Invasive Staphylococcus aureus (MRSA/MSSA) Infection Tracking

Staphylococcus aureus is a leading cause of healthcare-associated infections in the United States and an important cause of serious infections in the community. Methicillin-resistant S. aureus (MRSA) is one of the most important antibiotic resistant bacteria in the United States. Data from this project will help inform future policy and prevention strategies to reduce S. aureus disease, including MRSA. Invasive S. aureus is defined as isolated from a normally sterile body site. See the case definition for details.

The invasive S. aureus infection surveillance program is an active population- and laboratory-based surveillance system. Laboratories are specifically and regularly queried by surveillance staff for reports of results among patients in a specifically defined geographic area. This program is conducted through CDC’s Emerging Infections Program (EIP) Healthcare-Associated Infections Community Interface (HAIC). Data from the EIP S. aureus program are used to evaluate the incidence of invasive S. aureus infections in the population, characterize S. aureus strains associated with disease, and monitor trends in disease over time.

The EIP invasive S. aureus infection surveillance program was launched in 2004 as a part of EIP Active Bacterial Core surveillance (ABCs). Between 2004 and 2014, surveillance focused on invasive MRSA infections only in 9 EIP sites. In 2016 it officially became a part of the EIP HAIC activity and incorporated surveillance for both methicillin-resistant and methicillin-sensitive S. aureus. Invasive S. aureus surveillance currently operates in select counties in 7 EIP sites across the United States and has approximately 16 million people living in the surveillance area.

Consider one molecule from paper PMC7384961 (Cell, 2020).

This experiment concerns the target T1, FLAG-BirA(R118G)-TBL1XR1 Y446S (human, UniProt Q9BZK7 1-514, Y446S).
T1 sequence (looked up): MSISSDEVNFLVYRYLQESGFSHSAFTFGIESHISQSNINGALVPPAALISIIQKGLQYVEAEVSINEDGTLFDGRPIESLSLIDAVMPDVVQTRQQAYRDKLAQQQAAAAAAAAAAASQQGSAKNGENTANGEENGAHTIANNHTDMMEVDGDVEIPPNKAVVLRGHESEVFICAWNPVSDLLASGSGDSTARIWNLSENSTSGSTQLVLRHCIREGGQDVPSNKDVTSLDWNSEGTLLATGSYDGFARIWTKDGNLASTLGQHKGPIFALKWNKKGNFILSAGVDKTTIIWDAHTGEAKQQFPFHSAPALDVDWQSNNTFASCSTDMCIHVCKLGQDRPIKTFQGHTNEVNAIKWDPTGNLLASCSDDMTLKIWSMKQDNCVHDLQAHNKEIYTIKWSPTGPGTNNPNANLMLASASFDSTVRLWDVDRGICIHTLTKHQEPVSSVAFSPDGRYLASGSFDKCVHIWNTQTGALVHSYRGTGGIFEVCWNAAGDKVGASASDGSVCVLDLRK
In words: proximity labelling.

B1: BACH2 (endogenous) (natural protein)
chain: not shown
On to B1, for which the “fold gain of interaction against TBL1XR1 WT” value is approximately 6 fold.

Additional Information

Specifically, the EIP invasive S. aureus surveillance project will:

  • Determine the frequency of invasive S. aureus disease among different patient subpopulations
  • Measure disease trends over time
  • Determine what strains of S. aureus are causing invasive disease

In addition, the project provides infrastructure for further projects, including studies to identify risk factors, determine who would most benefit from vaccines and other interventions in development, and monitor the effectiveness and impact of prevention strategies.

Surveillance Objectives

  1. To monitor changes in incidence of hospital-onset (HO), healthcare-associated community-onset (HACO), and community-associated (CA) invasive infections with Staphylococcus aureus.
  2. To identify populations with invasive S. aureus that would benefit from improved prevention or treatment activities, and assess the impact of established prevention strategies, with a focus on community-onset infections.
  3. To describe the molecular and microbiologic characteristics of strains causing invasive S. aureus infections, with a focus on community-onset S. aureus isolates.


Surveillance Population

Surveillance for invasive S. aureus/MRSA is conducted in seven EIP sites. In some surveillance areas, only invasive MRSA surveillance is conducted. As of July 2015, the total population under surveillance was 15,564,769, according to the U.S. Census Quick Factsexternal icon population estimates accessed June 27, 2016.

Population Under Surveillance (as of January 2016)
State Population (Location)
CA 3,629,776
(3 county San Francisco Bay Area)
CT 3,590,886
(Entire state)
GA 3,701,359
(8 county Atlanta Area)
MD 1,452,977
(Baltimore County and Baltimore City)
MN 1,761,282
(2 metro Twin Cities Counties)
NY 749,600
(1 county Rochester Metro Area)
TN 678,889
(1 county Nashville Metro Area)
Total 15,564,769

Case Definition

To be considered a case, the following conditions must both be met:

  • S. aureus isolated from a normally sterile site, such as blood, cerebrospinal fluid (CSF), pleural fluid, peritoneal fluid, pericardial fluid, bone, joint/synovial fluid, or internal body site (e.g., lymph node, brain)
  • Case patient must be a resident of one of the defined surveillance areas


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